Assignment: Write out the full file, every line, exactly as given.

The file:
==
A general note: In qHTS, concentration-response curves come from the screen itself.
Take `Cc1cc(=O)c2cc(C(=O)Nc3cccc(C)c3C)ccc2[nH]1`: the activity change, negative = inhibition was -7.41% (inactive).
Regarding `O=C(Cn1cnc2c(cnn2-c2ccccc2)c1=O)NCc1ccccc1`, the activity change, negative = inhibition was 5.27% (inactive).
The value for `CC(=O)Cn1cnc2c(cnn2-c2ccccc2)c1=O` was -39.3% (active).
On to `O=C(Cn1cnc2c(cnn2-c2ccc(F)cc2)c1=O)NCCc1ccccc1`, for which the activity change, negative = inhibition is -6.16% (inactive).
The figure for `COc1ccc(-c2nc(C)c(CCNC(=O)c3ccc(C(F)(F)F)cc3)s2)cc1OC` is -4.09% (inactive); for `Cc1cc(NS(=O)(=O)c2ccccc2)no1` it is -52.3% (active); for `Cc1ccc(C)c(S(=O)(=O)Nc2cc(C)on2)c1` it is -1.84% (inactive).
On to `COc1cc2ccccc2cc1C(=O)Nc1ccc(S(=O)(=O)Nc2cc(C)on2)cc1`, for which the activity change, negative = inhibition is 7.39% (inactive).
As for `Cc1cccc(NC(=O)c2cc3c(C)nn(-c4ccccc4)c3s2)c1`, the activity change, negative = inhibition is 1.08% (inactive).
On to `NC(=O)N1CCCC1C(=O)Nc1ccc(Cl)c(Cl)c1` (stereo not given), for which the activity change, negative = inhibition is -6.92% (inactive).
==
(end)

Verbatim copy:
A general note: In qHTS, concentration-response curves come from the screen itself.
Take `Cc1cc(=O)c2cc(C(=O)Nc3cccc(C)c3C)ccc2[nH]1`: the activity change, negative = inhibition was -7.41% (inactive).
Regarding `O=C(Cn1cnc2c(cnn2-c2ccccc2)c1=O)NCc1ccccc1`, the activity change, negative = inhibition was 5.27% (inactive).
The value for `CC(=O)Cn1cnc2c(cnn2-c2ccccc2)c1=O` was -39.3% (active).
On to `O=C(Cn1cnc2c(cnn2-c2ccc(F)cc2)c1=O)NCCc1ccccc1`, for which the activity change, negative = inhibition is -6.16% (inactive).
The figure for `COc1ccc(-c2nc(C)c(CCNC(=O)c3ccc(C(F)(F)F)cc3)s2)cc1OC` is -4.09% (inactive); for `Cc1cc(NS(=O)(=O)c2ccccc2)no1` it is -52.3% (active); for `Cc1ccc(C)c(S(=O)(=O)Nc2cc(C)on2)c1` it is -1.84% (inactive).
On to `COc1cc2ccccc2cc1C(=O)Nc1ccc(S(=O)(=O)Nc2cc(C)on2)cc1`, for which the activity change, negative = inhibition is 7.39% (inactive).
As for `Cc1cccc(NC(=O)c2cc3c(C)nn(-c4ccccc4)c3s2)c1`, the activity change, negative = inhibition is 1.08% (inactive).
On to `NC(=O)N1CCCC1C(=O)Nc1ccc(Cl)c(Cl)c1` (stereo not given), for which the activity change, negative = inhibition is -6.92% (inactive).